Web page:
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May 13, 1962 - Image 3

Resource type:
Text
Publication:
The Michigan Daily, 1962-05-13

Disclaimer: Computer generated plain text may have errors. Read more about this.

SUNDAY, MAY 13,1962
Church Defends
Spanish Miners'
Right of Striking
MADRID M)-Spain's striking miners and industrial workers got
a boost from an organ of the Catholic Church yesterday and there
were indications Gen. Francisco Franco may try to settle the walkouts
by granting better wages.
Some 70,000 men-mostly coal miners in Asturias province and
workers in industrial areas around Bilbao in the Basque country of
the north remained on strike in an unusual wave of labor trouble for
Spain. But there was no indication that the work stoppages were
r tspreading, and some government

THE MICHIGAN DAILY AGE TE

FRANSCISCO FRANCO
... Church aid

ORAN :
Algerians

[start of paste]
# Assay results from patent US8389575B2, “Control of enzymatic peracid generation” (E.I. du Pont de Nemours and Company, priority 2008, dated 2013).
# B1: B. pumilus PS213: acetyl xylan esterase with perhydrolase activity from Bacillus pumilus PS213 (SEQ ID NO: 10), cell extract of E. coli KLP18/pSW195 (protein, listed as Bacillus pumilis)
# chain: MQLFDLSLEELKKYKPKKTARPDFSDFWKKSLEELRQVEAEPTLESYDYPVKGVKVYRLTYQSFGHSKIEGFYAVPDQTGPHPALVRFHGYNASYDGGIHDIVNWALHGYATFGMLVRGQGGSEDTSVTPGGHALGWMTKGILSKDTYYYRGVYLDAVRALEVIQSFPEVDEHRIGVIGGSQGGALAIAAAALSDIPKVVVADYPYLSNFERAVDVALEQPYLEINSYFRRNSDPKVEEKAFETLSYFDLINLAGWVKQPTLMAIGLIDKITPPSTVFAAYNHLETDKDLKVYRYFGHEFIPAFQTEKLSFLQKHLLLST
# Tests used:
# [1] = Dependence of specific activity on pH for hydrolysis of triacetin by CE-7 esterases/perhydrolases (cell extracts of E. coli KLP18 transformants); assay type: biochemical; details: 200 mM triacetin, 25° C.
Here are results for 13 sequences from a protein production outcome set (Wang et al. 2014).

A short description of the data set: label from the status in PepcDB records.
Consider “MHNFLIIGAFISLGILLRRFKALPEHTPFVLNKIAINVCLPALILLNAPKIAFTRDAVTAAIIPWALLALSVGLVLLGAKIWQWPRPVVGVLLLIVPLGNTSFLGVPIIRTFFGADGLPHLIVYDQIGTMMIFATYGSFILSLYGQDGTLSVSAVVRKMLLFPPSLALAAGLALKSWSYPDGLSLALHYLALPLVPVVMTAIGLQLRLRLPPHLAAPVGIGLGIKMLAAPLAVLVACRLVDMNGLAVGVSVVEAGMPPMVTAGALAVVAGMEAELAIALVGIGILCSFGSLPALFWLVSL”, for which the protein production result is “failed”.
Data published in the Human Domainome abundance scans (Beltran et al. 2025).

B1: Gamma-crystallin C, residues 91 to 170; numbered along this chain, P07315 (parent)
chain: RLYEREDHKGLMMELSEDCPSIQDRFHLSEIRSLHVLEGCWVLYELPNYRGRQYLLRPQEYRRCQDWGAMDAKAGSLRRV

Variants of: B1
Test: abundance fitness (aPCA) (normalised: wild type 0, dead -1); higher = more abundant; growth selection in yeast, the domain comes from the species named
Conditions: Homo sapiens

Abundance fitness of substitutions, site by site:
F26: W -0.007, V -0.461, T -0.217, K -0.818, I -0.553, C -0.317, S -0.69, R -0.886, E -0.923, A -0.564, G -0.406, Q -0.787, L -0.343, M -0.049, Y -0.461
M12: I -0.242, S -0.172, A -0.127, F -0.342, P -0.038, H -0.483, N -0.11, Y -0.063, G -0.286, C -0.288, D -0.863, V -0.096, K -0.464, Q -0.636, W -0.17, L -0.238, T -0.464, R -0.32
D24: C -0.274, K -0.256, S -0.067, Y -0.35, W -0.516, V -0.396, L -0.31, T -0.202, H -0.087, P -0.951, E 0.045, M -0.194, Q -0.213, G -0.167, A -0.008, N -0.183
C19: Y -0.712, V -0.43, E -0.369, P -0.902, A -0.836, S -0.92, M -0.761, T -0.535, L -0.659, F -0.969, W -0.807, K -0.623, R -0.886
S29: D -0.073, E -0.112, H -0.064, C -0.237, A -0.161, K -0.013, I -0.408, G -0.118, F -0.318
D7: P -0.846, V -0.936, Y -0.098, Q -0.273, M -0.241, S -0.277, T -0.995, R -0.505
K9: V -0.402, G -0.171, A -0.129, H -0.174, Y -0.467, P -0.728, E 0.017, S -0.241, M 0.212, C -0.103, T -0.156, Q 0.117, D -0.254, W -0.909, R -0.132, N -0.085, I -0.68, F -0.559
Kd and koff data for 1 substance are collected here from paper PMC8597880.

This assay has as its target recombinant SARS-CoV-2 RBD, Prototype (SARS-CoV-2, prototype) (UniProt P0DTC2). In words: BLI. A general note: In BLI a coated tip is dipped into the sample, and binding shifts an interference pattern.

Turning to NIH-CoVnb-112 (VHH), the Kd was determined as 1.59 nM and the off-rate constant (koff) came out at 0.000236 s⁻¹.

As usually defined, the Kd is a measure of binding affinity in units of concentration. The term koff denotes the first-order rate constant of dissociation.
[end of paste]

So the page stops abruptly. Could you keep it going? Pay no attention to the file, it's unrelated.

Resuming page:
Set Voting
ALGIERS OP) - The Algerian
Provisional Executive has decided
on Sunday, July 1, as the date for
Algeria's self-determination ref-
erendum, informants said last
night.
Earlier last night the Algerian
provisional executive- ordered hte
breakup of the municipal govern-
ment in Oran and a buildup of
Moslem sharpshooters to meet se-
cret Army terrorism there.
A large Moslem security force
was ordered by Algiers.
The drastic new measures came
after three days of meetings be-
tween the provisional executive,
headed by Aberrahmane Fares,
- and the French high commission-
er, Christian Fouchet, on prepara-
tions for a new campaign to end